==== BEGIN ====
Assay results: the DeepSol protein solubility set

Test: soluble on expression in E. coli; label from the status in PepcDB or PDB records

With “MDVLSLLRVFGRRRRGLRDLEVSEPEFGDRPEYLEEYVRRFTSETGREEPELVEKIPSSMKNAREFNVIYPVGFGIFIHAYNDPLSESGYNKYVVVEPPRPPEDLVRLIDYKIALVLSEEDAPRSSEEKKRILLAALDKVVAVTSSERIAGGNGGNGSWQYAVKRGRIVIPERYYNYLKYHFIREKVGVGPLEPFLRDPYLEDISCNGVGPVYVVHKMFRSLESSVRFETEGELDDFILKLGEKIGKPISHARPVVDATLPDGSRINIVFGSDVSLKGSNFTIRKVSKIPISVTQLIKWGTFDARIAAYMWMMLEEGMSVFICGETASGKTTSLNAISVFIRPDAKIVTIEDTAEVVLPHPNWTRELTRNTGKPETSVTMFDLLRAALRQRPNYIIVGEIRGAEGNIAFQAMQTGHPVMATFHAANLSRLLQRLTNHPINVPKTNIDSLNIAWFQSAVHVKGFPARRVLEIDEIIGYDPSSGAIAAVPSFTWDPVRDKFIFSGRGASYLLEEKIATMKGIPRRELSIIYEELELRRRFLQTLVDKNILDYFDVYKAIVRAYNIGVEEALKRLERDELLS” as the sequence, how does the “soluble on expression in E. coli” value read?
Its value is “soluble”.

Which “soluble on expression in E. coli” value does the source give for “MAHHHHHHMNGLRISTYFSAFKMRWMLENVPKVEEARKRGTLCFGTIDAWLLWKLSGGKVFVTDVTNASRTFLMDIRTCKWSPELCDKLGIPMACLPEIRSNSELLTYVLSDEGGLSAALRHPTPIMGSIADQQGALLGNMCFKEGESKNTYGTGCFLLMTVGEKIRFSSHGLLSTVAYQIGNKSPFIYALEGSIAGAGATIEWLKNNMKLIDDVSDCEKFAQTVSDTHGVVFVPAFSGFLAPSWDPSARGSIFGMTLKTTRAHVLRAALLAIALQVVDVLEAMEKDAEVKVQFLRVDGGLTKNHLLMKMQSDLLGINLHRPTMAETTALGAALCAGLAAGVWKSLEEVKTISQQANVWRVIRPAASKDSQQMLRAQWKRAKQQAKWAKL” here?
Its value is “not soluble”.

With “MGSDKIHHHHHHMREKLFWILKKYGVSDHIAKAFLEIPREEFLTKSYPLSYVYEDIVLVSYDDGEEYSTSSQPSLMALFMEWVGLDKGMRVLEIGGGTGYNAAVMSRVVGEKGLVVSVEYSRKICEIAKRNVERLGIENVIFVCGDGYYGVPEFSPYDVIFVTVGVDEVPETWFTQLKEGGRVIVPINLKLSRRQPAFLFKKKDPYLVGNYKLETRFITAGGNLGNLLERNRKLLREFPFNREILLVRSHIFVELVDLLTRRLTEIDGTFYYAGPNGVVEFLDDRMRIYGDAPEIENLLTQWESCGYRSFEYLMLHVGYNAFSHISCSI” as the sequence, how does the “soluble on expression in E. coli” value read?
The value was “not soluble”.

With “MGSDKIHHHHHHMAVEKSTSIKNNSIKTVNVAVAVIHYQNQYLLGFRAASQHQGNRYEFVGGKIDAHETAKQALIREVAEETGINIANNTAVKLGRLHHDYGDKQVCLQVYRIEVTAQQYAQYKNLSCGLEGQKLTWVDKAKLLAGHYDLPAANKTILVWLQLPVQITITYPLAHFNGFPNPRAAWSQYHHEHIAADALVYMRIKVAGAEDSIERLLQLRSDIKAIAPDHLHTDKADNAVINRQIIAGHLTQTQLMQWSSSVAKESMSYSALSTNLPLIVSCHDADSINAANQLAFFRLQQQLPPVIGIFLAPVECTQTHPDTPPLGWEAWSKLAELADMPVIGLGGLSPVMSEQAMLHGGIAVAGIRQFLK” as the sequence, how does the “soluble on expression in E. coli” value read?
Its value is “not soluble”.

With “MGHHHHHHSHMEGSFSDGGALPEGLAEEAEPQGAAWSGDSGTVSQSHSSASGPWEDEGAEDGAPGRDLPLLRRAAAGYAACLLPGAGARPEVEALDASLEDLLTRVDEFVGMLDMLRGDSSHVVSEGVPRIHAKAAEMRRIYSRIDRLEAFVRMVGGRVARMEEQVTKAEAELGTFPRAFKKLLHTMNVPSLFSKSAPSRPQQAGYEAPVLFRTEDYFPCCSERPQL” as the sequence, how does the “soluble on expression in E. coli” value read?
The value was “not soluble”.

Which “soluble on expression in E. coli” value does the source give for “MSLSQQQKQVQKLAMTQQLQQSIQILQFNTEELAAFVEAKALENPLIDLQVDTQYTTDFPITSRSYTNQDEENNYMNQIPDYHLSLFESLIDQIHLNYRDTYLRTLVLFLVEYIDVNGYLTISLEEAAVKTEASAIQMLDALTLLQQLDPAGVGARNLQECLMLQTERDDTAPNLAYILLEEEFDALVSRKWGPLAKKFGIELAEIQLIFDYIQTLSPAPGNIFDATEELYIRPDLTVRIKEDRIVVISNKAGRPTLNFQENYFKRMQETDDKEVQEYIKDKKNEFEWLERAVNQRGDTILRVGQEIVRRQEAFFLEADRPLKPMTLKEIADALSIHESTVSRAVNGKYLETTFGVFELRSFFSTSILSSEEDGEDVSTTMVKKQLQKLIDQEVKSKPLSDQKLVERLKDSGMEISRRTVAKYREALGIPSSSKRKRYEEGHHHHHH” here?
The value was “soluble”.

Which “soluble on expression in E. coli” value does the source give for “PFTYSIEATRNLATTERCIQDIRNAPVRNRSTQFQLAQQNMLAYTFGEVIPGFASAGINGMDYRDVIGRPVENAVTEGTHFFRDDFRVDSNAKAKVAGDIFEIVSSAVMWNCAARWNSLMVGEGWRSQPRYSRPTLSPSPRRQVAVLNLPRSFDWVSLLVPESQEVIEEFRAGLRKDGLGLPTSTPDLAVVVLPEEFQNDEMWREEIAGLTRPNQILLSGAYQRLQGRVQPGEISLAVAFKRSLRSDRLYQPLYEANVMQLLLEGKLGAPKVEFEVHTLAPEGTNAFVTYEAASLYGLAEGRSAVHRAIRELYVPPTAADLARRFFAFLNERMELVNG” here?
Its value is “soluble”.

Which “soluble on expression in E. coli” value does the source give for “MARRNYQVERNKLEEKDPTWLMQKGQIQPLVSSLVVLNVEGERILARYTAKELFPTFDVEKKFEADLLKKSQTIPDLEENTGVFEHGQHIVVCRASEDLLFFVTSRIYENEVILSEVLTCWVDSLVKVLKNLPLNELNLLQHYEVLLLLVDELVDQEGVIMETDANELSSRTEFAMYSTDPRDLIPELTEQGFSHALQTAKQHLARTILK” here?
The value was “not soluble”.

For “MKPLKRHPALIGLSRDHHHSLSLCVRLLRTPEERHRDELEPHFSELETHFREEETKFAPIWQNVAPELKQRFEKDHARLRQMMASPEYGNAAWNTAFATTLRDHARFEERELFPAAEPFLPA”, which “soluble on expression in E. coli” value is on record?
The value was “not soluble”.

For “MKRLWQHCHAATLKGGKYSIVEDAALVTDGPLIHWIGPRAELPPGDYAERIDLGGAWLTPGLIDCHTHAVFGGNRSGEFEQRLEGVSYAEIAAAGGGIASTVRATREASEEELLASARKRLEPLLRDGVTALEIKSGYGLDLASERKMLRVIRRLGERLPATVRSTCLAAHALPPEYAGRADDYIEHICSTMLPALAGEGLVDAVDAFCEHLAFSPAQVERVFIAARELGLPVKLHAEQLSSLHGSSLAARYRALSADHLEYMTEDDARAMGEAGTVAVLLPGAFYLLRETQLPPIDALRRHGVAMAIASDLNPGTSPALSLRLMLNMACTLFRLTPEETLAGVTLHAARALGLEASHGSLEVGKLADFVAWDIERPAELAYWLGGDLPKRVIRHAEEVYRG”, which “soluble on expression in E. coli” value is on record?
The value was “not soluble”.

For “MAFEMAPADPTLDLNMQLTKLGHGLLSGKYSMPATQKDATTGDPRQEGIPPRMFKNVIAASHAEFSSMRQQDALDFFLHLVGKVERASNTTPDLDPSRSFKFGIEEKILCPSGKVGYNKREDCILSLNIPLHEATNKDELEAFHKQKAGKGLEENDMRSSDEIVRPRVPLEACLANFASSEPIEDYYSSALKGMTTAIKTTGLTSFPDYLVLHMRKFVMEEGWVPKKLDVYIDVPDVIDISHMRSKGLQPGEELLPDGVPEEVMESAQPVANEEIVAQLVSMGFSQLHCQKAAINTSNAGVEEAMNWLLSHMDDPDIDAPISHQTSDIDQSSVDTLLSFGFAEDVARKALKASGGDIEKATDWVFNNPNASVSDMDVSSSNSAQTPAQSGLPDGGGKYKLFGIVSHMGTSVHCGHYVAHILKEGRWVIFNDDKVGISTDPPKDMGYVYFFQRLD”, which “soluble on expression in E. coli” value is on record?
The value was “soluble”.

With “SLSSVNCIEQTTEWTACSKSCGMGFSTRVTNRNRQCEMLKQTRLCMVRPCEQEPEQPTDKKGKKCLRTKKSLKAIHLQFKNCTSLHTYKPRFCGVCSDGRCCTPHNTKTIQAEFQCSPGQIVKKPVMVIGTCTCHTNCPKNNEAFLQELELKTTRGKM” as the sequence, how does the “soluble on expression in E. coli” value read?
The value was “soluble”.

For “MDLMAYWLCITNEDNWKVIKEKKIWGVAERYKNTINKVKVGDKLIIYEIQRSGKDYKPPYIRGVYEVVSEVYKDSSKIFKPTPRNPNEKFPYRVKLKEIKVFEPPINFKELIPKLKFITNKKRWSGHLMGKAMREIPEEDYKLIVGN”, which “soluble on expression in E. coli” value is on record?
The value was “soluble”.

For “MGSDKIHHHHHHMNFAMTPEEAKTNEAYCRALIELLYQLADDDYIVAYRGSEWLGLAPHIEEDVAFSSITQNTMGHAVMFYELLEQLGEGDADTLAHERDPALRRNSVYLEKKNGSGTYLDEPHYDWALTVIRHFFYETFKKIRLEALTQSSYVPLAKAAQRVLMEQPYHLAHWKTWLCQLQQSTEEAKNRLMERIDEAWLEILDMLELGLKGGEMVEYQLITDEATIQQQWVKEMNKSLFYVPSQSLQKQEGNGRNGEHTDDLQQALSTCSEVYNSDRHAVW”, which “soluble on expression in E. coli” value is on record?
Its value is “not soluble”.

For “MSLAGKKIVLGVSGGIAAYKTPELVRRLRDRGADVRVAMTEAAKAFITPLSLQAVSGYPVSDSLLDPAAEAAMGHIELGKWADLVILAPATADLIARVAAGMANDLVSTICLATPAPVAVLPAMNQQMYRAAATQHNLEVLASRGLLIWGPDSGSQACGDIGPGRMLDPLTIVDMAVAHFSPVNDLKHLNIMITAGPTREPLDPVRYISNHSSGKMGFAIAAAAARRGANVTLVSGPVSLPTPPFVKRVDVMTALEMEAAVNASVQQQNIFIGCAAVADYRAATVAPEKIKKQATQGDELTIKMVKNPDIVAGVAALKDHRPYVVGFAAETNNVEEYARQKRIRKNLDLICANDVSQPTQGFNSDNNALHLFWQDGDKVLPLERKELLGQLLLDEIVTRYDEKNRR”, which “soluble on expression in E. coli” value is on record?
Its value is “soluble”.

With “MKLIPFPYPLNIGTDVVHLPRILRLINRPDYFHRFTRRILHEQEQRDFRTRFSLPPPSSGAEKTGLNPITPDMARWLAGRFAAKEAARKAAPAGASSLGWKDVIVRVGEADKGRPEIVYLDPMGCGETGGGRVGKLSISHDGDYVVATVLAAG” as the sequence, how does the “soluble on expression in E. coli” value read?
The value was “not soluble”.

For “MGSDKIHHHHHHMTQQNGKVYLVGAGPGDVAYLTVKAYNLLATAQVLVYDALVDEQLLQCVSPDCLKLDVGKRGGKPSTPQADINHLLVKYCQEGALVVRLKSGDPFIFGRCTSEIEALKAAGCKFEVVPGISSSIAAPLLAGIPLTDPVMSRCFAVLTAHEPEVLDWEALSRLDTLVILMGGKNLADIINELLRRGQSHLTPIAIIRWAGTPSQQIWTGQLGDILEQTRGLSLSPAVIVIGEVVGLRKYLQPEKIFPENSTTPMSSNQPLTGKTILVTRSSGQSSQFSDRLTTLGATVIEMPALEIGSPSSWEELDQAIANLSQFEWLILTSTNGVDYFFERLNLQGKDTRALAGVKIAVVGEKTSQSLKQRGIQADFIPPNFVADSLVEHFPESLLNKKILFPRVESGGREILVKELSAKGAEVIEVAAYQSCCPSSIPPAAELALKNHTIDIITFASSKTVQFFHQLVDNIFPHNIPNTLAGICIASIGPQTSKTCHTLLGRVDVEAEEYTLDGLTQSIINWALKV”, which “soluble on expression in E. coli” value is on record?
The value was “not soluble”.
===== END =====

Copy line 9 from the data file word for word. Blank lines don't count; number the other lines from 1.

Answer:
With “MGSDKIHHHHHHMAVEKSTSIKNNSIKTVNVAVAVIHYQNQYLLGFRAASQHQGNRYEFVGGKIDAHETAKQALIREVAEETGINIANNTAVKLGRLHHDYGDKQVCLQVYRIEVTAQQYAQYKNLSCGLEGQKLTWVDKAKLLAGHYDLPAANKTILVWLQLPVQITITYPLAHFNGFPNPRAAWSQYHHEHIAADALVYMRIKVAGAEDSIERLLQLRSDIKAIAPDHLHTDKADNAVINRQIIAGHLTQTQLMQWSSSVAKESMSYSALSTNLPLIVSCHDADSINAANQLAFFRLQQQLPPVIGIFLAPVECTQTHPDTPPLGWEAWSKLAELADMPVIGLGGLSPVMSEQAMLHGGIAVAGIRQFLK” as the sequence, how does the “soluble on expression in E. coli” value read?